Film Zulu Dawn. General Lord Chelmsford: For a savage, as for a child, chastisement is sometimes a kindness. Sir Henry Bartle Frere: Let us hope, General, that this will be the final solution to the Zulu problem.
HomeHome  CalendarCalendar  GalleryGallery  PublicationsPublications  FAQFAQ  SearchSearch  RegisterRegister  Log inLog in  
Latest topics
Corporal A.S. Binnie 2/21st
Corporal A.S. Binnie, 2/21st, 854 private during Zulu War [Forsyth Medal Roll] (Isandula Collection)
Battle of Rorke's Drift 1879 -- Anglo Zulu War Documentary

Display results as :
Rechercher Advanced Search
Top posters
Frank Allewell
Mr M. Cooper
Fair Use Notice
Fair use notice. This website may contain copyrighted material the use of which has not been specifically authorised by the copyright owner. We are making such material and images are available in our efforts to advance the understanding of the “Anglo Zulu War of 1879. For educational & recreational purposes. We believe this constitutes a 'fair use' of any such copyrighted material, as provided for in UK copyright law. The information is purely for educational and research purposes only. No profit is made from any part of this website. If you hold the copyright on any material on the site, or material refers to you, and you would like it to be removed, please let us know and we will work with you to reach a resolution.
Top posting users this month
Frank Allewell
John Young
Julian Whybra
Most active topics
Isandlwana, Last Stands
Pte David Jenkins. 'Forgotten' Survivor of Rorke's Drift Returned to Official Records
Durnford was he capable.5
Durnford was he capable.1
Durnford was he capable. 3
Durnford was he capable. 4
Durnford was he capable.2
The ammunition question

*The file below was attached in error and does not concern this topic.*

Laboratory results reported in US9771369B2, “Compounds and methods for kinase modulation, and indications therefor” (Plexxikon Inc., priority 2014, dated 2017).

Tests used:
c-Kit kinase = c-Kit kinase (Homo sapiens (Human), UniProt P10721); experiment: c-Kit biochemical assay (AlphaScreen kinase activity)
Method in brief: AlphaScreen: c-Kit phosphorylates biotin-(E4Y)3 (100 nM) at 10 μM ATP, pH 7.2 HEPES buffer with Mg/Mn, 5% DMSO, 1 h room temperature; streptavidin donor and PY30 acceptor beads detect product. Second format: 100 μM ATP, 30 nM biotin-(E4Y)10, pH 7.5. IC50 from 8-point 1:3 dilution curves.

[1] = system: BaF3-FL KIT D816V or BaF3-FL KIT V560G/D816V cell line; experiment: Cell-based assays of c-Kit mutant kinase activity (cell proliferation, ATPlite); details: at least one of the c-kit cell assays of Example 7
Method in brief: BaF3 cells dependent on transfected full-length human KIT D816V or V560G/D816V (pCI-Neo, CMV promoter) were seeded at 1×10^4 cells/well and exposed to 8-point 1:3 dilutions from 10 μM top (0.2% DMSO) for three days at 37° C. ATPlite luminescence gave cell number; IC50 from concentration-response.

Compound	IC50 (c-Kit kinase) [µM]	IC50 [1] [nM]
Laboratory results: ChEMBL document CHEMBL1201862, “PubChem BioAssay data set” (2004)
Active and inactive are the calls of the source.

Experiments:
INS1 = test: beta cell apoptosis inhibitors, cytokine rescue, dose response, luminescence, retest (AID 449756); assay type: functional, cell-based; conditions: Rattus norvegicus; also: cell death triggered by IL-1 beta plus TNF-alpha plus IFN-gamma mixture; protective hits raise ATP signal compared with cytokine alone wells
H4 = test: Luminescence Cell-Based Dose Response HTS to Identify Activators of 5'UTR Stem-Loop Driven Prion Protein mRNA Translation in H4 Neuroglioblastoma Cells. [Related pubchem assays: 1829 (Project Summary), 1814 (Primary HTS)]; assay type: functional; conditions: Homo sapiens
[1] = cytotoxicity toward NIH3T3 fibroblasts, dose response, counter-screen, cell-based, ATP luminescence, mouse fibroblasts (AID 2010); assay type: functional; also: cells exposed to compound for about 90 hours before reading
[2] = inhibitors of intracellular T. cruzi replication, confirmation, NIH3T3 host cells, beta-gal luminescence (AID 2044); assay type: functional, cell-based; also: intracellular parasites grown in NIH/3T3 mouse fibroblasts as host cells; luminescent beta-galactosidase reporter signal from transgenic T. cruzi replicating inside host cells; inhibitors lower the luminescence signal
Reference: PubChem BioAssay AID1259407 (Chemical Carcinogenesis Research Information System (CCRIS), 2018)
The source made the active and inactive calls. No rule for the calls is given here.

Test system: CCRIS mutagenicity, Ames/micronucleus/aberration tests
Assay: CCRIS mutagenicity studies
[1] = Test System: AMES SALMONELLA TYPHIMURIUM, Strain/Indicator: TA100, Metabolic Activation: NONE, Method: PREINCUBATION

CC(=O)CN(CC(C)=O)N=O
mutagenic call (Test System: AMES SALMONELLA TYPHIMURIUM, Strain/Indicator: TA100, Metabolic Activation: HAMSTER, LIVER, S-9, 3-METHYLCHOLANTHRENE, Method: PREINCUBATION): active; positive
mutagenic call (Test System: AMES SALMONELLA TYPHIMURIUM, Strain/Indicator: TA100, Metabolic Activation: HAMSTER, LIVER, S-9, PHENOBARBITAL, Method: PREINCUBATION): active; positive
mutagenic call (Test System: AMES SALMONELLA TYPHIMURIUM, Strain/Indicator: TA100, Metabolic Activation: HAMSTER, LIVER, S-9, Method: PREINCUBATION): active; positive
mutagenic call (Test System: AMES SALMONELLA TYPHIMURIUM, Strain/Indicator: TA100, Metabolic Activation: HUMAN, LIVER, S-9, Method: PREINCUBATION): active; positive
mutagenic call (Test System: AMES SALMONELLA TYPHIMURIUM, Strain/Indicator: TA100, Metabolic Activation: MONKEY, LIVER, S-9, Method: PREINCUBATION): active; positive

Pte David Jenkins. 'Forgotten' Survivor of Rorke's Drift Returned to Official Records
The missing five hours.

Share | 

 The Martini Henry Rifle

Go down 


Posts : 638
Join date : 2012-05-05

PostSubject: The Martini Henry Rifle   Wed Nov 12, 2014 9:56 pm

"The falling block, self-cocking, lever operated, single-shot action designed by Friedrich von Martini (

The barrel used the Henry Rifling System, designed by Alexander Henry Peabody."

Has it not always been, that the rifle was credited to Peabody? If that's the case why is it named after Friedrich Von Martini?
Back to top Go down

Posts : 8
Join date : 2014-11-07

PostSubject: Re: The Martini Henry Rifle   Wed Nov 12, 2014 11:15 pm

The Martini-Henry Rifle is a weapon of Empire. Unlike the Snider-Enfield it replaced, it was England's first service rifle designed from the ground up as a breechloading metallic cartridge firearm. It protected and served the British Empire and her colonies for over 30 years. This robust weapon utilized a falling block, self-cocking, lever operated, single-shot action designed by Friedrich von Martini of Switzerland. The barrel used the Henry Rifling System, designed by Alexander Henry. Henry Peabody, an American, was actually the father of the Martini action. His design utilized an external hammer to strike a firing pin for cartridge ignition. Mr. Martini's refinement of the design basically consisted of conversion to an internal coiled spring activated striker. Martini's improved design flourished and Mr. Peabody's is nearly forgotten.